There is no easing through anything at Georgia.
“If you like hard,” Smart said months later, “then you’ll fit into our place.”
Here is the hard reality for the rest of college football: The Bulldogs own the sport now. They punctuated an all-time great season with an all-time blowout—perhaps the only thing worse in football championship history was the Chicago Bears beating Washington 73–0 in the 1940 NFL title game.
The College Football Playoff championship game was a complete dud, as the Horned Frogs’ fairy-tale season crashed and burned at the feet of a brutal opponent. This was an utter mismatch everywhere—the line of scrimmage, the backfield, the perimeter, the coaches on the sideline. The Frogs became Georgia’s 15th victim in an undefeated season, and only two of those 15 games were close: the comeback at Missouri in October and the fourth-quarter rally in the Peach Bowl semifinal against Ohio State.
In the end, a third great Playoff game was asking too much. TCU’s upset of Michigan and the Bulldogs’ one-point win against the Buckeyes were thrilling theater, but the bottom line is this: Georgia’s A-game is a mile ahead of everyone else’s. The Bulldogs did not play well against Ohio State and said as much afterwards—over and over—but they still won. Poor TCU was treated to Georgia’s bounce-back performance and was overwhelmed from the start.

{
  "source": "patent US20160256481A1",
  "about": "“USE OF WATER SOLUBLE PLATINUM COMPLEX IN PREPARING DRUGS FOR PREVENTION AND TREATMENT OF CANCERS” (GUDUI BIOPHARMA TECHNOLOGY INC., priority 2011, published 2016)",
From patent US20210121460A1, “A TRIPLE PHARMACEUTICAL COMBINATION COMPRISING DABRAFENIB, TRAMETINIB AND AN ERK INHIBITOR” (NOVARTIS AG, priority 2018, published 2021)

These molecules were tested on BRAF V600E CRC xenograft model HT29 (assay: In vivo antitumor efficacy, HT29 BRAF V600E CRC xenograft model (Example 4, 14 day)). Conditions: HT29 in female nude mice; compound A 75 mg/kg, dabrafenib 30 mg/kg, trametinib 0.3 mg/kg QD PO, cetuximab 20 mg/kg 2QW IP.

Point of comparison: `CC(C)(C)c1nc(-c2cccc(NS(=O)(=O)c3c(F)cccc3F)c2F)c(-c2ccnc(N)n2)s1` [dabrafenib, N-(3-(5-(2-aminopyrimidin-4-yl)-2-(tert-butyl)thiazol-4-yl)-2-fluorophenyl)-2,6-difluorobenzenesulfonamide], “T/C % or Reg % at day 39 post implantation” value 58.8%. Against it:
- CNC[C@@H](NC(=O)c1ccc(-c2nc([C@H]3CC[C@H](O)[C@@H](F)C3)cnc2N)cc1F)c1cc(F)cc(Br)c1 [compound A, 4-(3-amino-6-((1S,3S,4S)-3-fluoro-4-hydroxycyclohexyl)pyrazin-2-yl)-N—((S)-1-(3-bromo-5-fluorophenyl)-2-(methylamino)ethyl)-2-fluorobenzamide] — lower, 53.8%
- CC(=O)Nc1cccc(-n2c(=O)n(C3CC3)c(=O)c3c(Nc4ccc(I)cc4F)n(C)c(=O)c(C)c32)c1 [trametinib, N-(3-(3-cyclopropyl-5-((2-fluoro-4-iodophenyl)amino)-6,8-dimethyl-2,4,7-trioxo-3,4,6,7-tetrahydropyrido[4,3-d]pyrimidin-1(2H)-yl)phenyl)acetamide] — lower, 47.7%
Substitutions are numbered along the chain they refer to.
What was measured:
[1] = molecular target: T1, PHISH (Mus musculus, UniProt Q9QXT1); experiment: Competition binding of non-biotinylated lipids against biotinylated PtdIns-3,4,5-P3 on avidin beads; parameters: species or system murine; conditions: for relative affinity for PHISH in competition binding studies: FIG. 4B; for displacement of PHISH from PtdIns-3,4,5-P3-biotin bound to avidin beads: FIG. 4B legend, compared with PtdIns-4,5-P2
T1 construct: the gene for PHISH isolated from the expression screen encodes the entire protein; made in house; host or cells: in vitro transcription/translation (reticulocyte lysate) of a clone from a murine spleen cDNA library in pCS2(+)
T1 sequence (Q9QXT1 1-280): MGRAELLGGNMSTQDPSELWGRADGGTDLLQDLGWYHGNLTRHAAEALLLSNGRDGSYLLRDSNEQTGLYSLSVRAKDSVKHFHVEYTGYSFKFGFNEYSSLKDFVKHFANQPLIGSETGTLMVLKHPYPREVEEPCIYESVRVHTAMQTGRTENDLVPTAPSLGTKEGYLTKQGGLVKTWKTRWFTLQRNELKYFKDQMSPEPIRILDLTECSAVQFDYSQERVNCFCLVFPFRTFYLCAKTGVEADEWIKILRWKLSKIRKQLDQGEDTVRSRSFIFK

It was 38-7 at halftime and 52-7 after three quarters, which allowed Smart to call a timeout with 13:25 left to take out Bennett to a standing ovation.
The list of those nauseated by this outcome includes the Buckeyes, who were within inches and seconds of dethroning the Bulldogs; Alabama, which was left out of the Playoff (justifiably) after losses against LSU and Tennessee; and Michigan, which yakked all over itself in the Fiesta Bowl loss to TCU. The Frogs, bless their plucky souls, were all out of pixie dust after so many close and dramatic wins in their 13-2 season.
But amid the criticism this game will surely draw, don’t say college football has a Playoff problem. It has a Georgia problem. Expand to 12 and welcome all the enhancements it will bring—there will be plenty of excitement and draw. But unless or until the Bulldogs regress, these kinds of outcomes could keep coming.